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is the story of a fireman who lives in a society in which firemen start fires rather than put them out. Houses are fireproofed so that house fires are no real danger, but with the help of some kerosene and a match, these firemen free society of the evil that abides within—by burning forbidden books. They burn all books—except the firemen’s own rulebook that contains the ominous order: “Burn everything.”
Guy Montag begins to change the day a 17-year-old asks him the question: “Are you happy?” And his pursuit of happiness leads him in a race against time to save a society quite unaware that it is heading toward self-destruction.
Part One: “The Hearth and the Salamander”
1. The setting of a narrative is simply where that narrative takes place. It can be real or imaginary, physical or nonphysical, and in any time frame. Some authors simply announce the setting, while others merely portray a setting’s visible, physical characteristics or its appearance. Some depict the way of life of a setting’s inhabitants; others simply suggest the “general environment” in which the narrative occurs. What technique does Bradbury use to establish the novel’s setting? What technique does Bradbury not use, and why do you think he avoids it?
Bradbury begins with a vivid, physical description of Montag's job. He did not begin by simply stating the general environment or scene of the books because that would not entice the reader to keep reading. ~Emily
2. What is the function of firemen in
To burn the books. -matt
3. What has Mildred done when Montag discovers her ill?
taken too many sleeping pills - Ally
4. What is the mechanical hound? How do Montag’s fellow firemen view it? What suspicion does Montag harbor about it? The houd is trained to hunt and kill. Th fireman like the hound and make jokes to montag because it growls at him. H ethinks someone has messed with it. Dylan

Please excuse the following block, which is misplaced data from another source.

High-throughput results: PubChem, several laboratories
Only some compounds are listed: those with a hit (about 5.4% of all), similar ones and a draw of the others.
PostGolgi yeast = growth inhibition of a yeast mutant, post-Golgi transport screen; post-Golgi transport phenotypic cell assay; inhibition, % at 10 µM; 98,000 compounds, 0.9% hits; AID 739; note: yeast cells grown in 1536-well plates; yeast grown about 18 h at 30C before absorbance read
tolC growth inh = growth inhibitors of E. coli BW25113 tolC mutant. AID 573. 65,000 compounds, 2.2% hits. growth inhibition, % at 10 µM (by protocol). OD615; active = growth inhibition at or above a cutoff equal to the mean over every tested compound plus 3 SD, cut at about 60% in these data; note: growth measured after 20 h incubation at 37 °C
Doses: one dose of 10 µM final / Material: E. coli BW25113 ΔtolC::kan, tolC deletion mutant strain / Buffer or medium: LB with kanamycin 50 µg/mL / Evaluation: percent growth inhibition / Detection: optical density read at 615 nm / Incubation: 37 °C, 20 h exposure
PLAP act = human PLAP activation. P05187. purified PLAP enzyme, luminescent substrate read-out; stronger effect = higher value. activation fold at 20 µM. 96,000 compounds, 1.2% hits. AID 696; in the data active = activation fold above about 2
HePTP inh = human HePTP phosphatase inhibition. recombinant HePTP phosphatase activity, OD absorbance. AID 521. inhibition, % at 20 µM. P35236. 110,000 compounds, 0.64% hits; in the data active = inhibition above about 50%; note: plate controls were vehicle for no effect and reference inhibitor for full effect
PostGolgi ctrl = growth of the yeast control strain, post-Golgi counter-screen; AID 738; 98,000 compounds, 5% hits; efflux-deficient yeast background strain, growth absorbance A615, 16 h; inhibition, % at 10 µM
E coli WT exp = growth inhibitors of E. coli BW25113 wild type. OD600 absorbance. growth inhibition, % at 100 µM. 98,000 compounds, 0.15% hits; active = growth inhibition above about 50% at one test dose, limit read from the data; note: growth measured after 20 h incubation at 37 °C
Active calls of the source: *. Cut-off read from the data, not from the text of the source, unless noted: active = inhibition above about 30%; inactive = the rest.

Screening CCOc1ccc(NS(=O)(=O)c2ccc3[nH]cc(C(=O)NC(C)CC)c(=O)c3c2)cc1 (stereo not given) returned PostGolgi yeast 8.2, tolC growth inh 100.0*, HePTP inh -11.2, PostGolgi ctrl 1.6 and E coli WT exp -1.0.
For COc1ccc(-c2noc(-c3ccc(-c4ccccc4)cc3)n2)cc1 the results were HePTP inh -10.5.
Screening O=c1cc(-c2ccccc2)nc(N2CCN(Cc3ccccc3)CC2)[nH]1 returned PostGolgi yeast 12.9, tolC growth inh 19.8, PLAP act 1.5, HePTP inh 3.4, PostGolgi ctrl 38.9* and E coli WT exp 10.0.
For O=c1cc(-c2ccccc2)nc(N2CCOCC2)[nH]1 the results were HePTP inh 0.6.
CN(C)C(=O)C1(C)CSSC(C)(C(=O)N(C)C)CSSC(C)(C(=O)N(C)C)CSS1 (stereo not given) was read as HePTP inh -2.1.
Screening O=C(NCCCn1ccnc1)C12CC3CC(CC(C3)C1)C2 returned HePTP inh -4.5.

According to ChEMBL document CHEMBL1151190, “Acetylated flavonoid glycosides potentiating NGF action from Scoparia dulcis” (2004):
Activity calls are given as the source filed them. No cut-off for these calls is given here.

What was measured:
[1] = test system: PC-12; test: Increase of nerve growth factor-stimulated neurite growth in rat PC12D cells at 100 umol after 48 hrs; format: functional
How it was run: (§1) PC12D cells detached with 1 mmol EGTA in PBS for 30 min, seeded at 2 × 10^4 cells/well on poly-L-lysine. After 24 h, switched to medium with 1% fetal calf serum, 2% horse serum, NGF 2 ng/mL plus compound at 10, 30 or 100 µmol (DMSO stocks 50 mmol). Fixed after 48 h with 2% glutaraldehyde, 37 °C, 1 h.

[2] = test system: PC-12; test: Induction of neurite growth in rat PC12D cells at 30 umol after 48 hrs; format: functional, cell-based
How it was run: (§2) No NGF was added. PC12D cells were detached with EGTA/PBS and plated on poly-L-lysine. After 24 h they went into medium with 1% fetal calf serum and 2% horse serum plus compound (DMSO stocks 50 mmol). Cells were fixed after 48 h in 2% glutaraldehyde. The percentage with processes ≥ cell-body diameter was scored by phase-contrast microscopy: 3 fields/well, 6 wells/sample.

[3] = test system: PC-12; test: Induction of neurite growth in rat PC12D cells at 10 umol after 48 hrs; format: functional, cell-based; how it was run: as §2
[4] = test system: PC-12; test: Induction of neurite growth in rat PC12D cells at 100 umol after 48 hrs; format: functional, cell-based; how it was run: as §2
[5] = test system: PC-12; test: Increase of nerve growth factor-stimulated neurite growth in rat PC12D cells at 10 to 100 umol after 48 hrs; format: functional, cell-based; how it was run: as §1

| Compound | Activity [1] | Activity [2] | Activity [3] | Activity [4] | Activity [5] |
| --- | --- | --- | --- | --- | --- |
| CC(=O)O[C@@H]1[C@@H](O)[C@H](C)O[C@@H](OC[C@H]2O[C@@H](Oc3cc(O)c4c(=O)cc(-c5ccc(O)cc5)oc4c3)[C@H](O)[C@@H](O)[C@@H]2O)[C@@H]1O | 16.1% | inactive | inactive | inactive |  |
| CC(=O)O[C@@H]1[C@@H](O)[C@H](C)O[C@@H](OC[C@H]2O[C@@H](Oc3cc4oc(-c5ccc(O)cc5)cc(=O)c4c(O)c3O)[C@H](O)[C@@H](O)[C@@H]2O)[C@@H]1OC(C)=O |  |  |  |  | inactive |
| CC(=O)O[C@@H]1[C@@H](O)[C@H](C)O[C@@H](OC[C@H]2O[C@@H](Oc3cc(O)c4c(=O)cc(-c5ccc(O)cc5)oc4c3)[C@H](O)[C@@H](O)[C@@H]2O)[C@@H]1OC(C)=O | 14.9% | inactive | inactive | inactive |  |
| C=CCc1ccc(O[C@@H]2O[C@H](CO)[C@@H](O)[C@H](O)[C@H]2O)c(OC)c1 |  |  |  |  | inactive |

5. Who is Clarisse McClellan, and what impact does she have on Montag? What happens to Clarisse approximately halfway through Part One?
She is Montag's neighbor and she shows Montag that books are not a bad thing. Halfway through she dies.-- SAS
6. Who alerts the firemen to the old woman’s library at 11 N. Elm? How does the woman react when the firemen arrive? What effect does this incident have on Montag? Her neighbor, she wasn't afraid, she actually lit the fire herself. - Elizabeth Duenas
7. Research the quote from Latimer that the woman at 11 N. Elm recites before lighting her match. Briefly describe its historical context.
8. Why is Montag so nervous during Captain Beatty’s visit to his home?
He doesn't want him to find anything he shouldn't have . -- SAS
9. According to Beatty, what historical events and trends led to the firemen? What seems to be his attitude toward the history he discusses?
People started reading less becuase of popular media, and only a small minority read books. People didn't want to feel like the minority had an intellectual advantage of them, plus books were"offensive", so the goverment outlawed books. Beatty seesm to think it better without the books, it's the firemen's job to make people "happy". - Cooper
10. Why does Montag insist that he and Mildred read books at the end of Part One?
He is trying to involve Mildred because he is trying desperately to find something with meaning that could be shared with other people. He asks her to search through the books with him for forty-eight hours but she is extremely uncomfortable and the modern technology has made her attention span very short, so she does like the books at all. (mike)
11. How do you see technology’s dehumanizing tendency at work in Part One of
? What are the consequences for Montag’s society of technology’s dehumanizing tendencies?
The dehumanizing tendencies that are present because of technology are that people are socially retarded and that they do not communicate with real people intelligently. -Leah
12. Look up hearth and salamander. In relation to this book, what do you think these words mean? Who or what might they represent? Why do you think Bradbury titled Part One “The Hearth and the Salamander”?